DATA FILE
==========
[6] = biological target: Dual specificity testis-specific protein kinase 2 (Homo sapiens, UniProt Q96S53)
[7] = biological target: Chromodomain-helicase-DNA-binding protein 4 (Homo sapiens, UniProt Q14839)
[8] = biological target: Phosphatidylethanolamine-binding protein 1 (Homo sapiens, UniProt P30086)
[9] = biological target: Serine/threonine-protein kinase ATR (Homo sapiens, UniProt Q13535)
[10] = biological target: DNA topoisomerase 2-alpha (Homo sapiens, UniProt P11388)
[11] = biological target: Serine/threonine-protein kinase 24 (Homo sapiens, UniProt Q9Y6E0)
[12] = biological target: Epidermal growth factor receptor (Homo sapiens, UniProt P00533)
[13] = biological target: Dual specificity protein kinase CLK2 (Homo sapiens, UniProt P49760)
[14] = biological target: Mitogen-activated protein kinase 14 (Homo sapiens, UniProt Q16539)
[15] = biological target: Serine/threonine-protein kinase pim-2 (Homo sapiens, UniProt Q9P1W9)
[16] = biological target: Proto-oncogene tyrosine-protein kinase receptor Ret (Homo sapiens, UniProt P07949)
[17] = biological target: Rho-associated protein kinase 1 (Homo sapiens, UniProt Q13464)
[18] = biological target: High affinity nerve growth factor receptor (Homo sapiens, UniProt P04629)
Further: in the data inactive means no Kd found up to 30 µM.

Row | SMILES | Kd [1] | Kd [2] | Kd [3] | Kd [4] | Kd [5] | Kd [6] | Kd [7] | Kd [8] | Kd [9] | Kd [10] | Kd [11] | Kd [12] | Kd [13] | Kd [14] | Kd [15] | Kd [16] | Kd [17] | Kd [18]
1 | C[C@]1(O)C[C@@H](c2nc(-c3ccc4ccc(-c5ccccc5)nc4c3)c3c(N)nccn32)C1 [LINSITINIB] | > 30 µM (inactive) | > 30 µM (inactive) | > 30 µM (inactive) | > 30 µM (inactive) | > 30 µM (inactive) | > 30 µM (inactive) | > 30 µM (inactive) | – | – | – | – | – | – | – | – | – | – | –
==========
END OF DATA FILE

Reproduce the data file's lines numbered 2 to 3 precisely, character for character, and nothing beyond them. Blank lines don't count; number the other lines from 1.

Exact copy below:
[7] = biological target: Chromodomain-helicase-DNA-binding protein 4 (Homo sapiens, UniProt Q14839)
[8] = biological target: Phosphatidylethanolamine-binding protein 1 (Homo sapiens, UniProt P30086)